How can the mayors unite and say they are against property taxes being increased to fund the cost of the Moving Forward plan when they have already agreed to it?
The mayors' council has continually refused to approve further property tax increases to fund TransLink, but their indecisiveness of alternative funding could result in just that.
The mayors' council and the province have agreed on a funding formula for the plan that includes a two-cent-per-litre increase in motor fuel taxes in April 2012, plus, by 2013, either a property tax increase averaging about $23 per year for the average Metro Vancouver residential property, or a new long-term source of funding.
Accepting a plan that leaves a big controversial funding source to be determined with a property tax hike as the fallback mechanism is ridiculous. Property taxes do not relate to transportation. I only wish the mayors' council asked the taxpayers before making such a major decision on taxation behind closed doors. With the mayors' council supporting a two-cent-per-litre gas tax, are they representing the wishes of the citizens?
I firmly believe there has been a lack of genuine public meetings with all three levels of elected representatives to engage the citizens to seek their opinion about the proposed funding sources and expansion of transit. The TransLink consultation meeting held in Coquitlam on Sept. 15 was simply a dog and pony show allowing TransLink to say they engaged with the public.
There is no clear vision of what the long-term expansion plans will be beyond 10 years, what the costs associated will, and how the taxpayer will pay for it. A lot more homework on how those pieces fit together still needs to be done before the mayors' council votes in October to adopt a "sustainable funding" formula that is full of holes. Maybe this vote should be delayed until this issue can be further debated during the municipal elections, and for the people to elect those they feel will represent them.
The mayors' council refuses to accept that there could be possible savings found by eliminating any unnecessary spending of tax dollars in regional local government budgets. None? Could a three-percent savings in wasteful spending from the $1.3 billion TransLink budget and the $800 million Metro Vancouver budget be found to provide the $70 million needed to fund transit operations?
Our mayors' council needs to lobby for the senior governments to supply the municipalities with greater revenue streams, instead of downloading costs. When it comes to regional transportation and public transit, it would only make sense to use a significant portion of the carbon tax and federal taxes on gasoline to do something truly environmentally friendly, by funding transit improvements and the operation of those same transportation services. The provincial government is taking $140 million a year from ICBC. Should not some of that money be used to fund transit operations?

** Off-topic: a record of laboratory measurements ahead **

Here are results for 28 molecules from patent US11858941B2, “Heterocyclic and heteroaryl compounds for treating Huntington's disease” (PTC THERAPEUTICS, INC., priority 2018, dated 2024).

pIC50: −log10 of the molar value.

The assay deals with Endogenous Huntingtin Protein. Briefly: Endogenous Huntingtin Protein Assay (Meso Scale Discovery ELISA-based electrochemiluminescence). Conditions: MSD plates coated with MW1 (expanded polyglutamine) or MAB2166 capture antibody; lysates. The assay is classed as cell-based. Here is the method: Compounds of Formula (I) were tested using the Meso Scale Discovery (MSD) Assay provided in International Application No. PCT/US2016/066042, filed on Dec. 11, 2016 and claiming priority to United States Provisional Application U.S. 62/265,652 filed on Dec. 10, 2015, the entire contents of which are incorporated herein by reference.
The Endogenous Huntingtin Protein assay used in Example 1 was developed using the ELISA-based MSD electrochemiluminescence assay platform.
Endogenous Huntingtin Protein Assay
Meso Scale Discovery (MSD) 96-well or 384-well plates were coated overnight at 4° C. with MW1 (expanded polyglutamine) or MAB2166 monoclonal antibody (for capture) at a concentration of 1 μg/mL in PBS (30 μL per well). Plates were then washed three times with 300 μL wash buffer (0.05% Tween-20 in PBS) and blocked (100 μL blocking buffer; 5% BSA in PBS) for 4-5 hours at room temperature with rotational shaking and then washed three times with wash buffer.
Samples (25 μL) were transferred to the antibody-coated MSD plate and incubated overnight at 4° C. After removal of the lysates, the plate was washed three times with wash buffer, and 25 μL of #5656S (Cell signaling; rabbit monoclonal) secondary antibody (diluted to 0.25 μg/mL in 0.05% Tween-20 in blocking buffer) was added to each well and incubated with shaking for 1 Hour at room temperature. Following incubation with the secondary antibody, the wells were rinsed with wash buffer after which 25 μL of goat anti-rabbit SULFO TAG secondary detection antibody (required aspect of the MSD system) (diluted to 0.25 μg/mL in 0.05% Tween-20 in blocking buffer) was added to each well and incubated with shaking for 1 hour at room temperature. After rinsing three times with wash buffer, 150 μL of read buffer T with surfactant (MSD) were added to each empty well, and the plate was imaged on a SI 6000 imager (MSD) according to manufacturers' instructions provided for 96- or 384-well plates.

The municipalities and local mayors now have close to zero influence over projects or expenses. TransLink has morphed into an unelected form of government that is only beholden to the provincial government, but certainly not to the citizens and taxpayers of our region. TransLink does not care if it is outspending the taxpayers' ability to pay as long as the mayors' council simply raises taxes.
PoCo council proposed the expansion of the Evergreen Line to downtown PoCo as part of Phase 1, and TransLink said No. Port Moody council fought for the Murray Connector, and TransLink said No. TransLink clearly does not represent the best interests of the citizens of the Tri-Cities area. Strong leadership is needed from our local councils to ensure that the mayors' council will be given direction to slay the dragon that is
We are experiencing an example of the tail wagging the dog, in which an unelected agency defines what we will receive in services, sets its own price and threatens dire consequences if we do not pay up and shut up. The structure and governance of our regional transportation authority needs to revert to something more akin to the original format wherein local communities and mayors have actual input regarding projects, revenues and expenses. With the scarce dollars TransLink has, there is no luxury of just making political decisions any more, as was done with the Evergreen Line by choosing SkyTrain instead of the initial recommendation of LRT. Does it not make more sense to scale the cost of the Evergreen Line down by using LRT (as originally planned by TransLink), thus making it affordable to extend the line to the downtown core of Port Coquitlam as the last station of the Evergreen Line tying in with the existing hub of buses and train?
On Nov. 19, municipal voters need to elect people with a vision for their community, an understanding of regional issues, a strong sense of leadership and, most importantly, those who recognize there is a shrinking pool of disposable money from the already struggling taxpayer, and that existing taxes are spent efficiently.